He needs to keep his weight in check but could be the Jets right tackle for the next decade if he keeps his head on straight. I wouldn’t be surprised if he’s on the board with the 72nd pick and I also wouldn’t be surprised if he goes in the first round, that’s just how talented this kid is.
Arden Key, DE/OLB, LSU
Another guy who coulda, woulda, shoulda been a first-round pick, but probably won’t be due to off-field concerns is Key.
A dynamic pass rusher, Key would be a perfect scheme fit as a 3-4 outside linebacker and a guy who can use his ridiculous athleticism to get up the field and take out opposing quarterbacks.
The Jets have to be careful because the locker room is a tender place that can be easily disturbed and hard to curate, but Key would help fill a gaping need on defense.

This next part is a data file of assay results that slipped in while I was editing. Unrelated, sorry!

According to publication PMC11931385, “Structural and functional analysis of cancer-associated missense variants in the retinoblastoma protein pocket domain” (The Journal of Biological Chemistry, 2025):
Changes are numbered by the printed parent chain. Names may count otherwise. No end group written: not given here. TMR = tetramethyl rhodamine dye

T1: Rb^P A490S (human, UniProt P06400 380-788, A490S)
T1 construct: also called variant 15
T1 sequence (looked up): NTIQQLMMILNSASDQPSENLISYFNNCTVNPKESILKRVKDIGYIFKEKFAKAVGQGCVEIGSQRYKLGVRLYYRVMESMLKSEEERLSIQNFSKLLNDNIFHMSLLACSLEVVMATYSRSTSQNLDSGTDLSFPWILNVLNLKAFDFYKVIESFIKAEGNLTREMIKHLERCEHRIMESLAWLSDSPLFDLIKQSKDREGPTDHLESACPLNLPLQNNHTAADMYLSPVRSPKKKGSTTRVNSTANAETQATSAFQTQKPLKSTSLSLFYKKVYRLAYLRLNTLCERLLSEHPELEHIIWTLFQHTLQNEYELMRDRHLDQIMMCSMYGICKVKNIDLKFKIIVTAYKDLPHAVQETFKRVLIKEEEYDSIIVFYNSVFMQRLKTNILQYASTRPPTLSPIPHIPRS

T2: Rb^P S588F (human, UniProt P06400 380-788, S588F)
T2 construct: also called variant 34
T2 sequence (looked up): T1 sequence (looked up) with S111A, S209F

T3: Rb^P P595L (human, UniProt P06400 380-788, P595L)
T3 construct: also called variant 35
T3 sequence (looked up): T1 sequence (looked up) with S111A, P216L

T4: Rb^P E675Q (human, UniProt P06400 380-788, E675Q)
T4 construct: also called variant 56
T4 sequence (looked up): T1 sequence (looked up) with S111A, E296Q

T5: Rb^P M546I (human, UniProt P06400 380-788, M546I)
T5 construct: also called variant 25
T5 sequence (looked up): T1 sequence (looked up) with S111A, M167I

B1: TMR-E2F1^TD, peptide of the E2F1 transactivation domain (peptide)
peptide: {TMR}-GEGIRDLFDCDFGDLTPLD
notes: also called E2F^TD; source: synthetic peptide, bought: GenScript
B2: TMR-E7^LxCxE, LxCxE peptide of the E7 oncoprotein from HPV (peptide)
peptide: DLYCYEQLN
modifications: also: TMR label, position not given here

Uchenna Nwosu, DE/OLB, USC
Obviously, the Jets fooled everyone into thinking that they attended USC’s Pro Day to scout Sam Darnold—because Uchenna Nwosu (I dare you to say that five times fast) was their real target.
Seriously though, Nwosu’s tape is all over the place. But he’s got country strength and more of that athleticism we keep talking about. Not only can he rush the quarterback, but he’s a capable defender in coverage as well.
He started football late in his high school career and is raw, but that’s why he’s available in round three. He could help the Jets solve their pass rushing woes for good with the 72nd pick.